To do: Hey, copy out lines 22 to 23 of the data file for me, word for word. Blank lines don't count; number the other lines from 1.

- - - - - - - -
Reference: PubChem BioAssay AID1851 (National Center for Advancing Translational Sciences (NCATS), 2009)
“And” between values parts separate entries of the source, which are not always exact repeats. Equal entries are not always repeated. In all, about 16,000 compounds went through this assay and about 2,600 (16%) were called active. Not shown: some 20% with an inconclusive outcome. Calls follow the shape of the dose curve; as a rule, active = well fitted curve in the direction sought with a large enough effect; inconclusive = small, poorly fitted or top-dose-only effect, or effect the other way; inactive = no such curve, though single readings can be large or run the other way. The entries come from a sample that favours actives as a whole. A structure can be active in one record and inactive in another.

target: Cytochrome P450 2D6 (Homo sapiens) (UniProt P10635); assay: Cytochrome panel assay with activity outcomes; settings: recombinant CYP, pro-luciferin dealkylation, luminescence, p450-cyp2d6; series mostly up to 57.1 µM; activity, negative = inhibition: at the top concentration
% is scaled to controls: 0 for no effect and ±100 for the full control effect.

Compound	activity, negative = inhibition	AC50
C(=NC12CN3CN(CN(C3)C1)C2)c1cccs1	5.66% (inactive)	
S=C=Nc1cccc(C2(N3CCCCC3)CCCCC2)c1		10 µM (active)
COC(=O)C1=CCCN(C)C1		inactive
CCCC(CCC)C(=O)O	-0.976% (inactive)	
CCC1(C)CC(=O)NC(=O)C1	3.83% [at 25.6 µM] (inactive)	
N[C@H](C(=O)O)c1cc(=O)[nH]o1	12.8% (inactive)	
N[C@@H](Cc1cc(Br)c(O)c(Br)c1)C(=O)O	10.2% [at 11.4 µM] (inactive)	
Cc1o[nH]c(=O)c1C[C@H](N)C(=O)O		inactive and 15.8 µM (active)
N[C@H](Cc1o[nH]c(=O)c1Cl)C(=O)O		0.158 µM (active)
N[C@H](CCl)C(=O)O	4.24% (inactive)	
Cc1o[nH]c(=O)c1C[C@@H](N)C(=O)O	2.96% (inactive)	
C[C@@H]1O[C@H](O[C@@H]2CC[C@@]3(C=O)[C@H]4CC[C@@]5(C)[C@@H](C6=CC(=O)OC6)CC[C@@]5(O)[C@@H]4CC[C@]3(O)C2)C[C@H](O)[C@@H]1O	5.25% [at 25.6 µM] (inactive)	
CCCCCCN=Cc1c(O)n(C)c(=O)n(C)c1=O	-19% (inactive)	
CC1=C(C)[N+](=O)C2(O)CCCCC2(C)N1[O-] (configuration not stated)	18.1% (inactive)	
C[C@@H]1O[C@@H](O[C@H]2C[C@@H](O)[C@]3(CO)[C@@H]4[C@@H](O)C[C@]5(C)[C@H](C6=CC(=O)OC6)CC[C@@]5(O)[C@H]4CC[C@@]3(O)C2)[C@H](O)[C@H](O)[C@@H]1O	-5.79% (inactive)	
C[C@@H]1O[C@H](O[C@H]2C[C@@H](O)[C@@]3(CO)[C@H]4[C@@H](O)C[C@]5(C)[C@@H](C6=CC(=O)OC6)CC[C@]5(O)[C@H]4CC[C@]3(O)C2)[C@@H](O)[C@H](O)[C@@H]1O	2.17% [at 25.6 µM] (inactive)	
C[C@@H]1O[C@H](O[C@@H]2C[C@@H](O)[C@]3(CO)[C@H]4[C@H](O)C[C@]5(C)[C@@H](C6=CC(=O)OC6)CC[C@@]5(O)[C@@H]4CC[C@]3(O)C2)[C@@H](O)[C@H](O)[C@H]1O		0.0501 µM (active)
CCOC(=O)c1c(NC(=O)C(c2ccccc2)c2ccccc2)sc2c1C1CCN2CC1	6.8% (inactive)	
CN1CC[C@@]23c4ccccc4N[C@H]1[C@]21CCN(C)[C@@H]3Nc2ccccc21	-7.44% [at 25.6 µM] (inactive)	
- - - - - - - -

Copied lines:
C[C@@H]1O[C@H](O[C@@H]2C[C@@H](O)[C@]3(CO)[C@H]4[C@H](O)C[C@]5(C)[C@@H](C6=CC(=O)OC6)CC[C@@]5(O)[C@@H]4CC[C@]3(O)C2)[C@@H](O)[C@H](O)[C@H]1O		0.0501 µM (active)
CCOC(=O)c1c(NC(=O)C(c2ccccc2)c2ccccc2)sc2c1C1CCN2CC1	6.8% (inactive)	